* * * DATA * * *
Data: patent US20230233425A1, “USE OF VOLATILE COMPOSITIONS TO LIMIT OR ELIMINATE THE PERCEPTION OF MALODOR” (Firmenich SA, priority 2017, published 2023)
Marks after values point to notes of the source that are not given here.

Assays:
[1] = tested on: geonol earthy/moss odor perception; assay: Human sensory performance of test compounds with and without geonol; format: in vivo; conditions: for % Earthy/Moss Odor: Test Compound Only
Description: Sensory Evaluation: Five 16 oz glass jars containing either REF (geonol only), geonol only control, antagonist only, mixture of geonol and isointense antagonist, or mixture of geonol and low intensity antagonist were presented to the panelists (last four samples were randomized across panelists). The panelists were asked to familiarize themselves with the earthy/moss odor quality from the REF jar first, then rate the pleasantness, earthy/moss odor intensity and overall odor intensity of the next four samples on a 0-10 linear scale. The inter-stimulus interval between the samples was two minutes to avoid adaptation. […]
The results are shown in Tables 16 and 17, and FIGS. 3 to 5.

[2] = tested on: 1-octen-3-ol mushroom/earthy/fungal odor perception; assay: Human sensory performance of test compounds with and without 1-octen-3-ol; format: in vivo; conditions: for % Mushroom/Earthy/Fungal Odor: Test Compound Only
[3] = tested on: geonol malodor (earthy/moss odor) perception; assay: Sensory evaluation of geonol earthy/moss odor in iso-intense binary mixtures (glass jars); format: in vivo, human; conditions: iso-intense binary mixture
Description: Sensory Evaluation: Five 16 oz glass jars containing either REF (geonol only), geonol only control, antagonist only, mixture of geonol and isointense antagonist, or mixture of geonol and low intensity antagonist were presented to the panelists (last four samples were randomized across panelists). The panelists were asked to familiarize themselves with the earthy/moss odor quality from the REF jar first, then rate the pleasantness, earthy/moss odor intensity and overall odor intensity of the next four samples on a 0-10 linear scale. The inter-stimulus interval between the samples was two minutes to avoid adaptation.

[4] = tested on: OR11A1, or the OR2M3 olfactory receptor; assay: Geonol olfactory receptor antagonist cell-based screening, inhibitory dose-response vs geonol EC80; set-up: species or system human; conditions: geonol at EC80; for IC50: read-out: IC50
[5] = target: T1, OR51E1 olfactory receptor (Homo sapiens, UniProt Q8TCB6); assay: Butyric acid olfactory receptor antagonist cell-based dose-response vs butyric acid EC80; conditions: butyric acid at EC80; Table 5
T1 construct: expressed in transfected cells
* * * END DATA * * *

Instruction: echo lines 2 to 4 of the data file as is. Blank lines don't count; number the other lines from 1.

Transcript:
Marks after values point to notes of the source that are not given here.

Assays:
[1] = tested on: geonol earthy/moss odor perception; assay: Human sensory performance of test compounds with and without geonol; format: in vivo; conditions: for % Earthy/Moss Odor: Test Compound Only